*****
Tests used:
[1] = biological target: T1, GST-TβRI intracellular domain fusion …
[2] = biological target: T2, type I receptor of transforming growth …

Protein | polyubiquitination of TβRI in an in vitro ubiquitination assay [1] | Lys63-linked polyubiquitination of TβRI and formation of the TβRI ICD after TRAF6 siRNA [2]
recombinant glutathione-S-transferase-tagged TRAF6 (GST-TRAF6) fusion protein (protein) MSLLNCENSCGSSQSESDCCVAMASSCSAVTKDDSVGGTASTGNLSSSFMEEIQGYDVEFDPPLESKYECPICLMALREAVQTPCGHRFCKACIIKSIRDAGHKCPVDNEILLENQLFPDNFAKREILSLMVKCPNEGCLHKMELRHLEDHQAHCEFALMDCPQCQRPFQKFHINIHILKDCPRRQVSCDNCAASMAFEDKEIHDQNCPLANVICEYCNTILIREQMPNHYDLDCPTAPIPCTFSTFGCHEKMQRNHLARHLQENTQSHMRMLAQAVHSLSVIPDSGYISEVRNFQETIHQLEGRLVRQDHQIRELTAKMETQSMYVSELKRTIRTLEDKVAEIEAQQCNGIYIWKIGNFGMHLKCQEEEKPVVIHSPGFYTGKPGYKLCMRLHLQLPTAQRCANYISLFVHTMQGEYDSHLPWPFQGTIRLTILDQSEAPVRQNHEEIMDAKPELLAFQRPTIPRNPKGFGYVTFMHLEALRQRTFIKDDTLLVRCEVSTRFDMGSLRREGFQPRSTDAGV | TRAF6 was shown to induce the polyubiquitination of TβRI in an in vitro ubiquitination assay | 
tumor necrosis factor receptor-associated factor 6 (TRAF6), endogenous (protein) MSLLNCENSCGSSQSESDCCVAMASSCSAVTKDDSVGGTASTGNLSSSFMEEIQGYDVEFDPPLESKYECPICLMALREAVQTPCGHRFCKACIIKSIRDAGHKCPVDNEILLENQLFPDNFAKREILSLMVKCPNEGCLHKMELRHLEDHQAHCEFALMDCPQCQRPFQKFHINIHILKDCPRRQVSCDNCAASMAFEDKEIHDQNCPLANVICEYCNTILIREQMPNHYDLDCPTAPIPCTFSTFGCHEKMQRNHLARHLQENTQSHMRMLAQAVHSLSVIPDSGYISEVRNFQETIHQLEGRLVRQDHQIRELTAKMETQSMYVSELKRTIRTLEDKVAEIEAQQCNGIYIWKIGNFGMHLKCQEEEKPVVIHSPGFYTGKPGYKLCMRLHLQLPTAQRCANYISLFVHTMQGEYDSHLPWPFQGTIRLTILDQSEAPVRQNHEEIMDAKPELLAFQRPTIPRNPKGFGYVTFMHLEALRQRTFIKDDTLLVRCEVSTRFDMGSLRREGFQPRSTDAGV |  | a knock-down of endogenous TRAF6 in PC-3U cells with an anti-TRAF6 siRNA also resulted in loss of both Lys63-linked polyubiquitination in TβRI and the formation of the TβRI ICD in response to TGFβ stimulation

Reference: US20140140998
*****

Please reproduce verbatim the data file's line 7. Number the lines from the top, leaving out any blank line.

Reference: US20140140998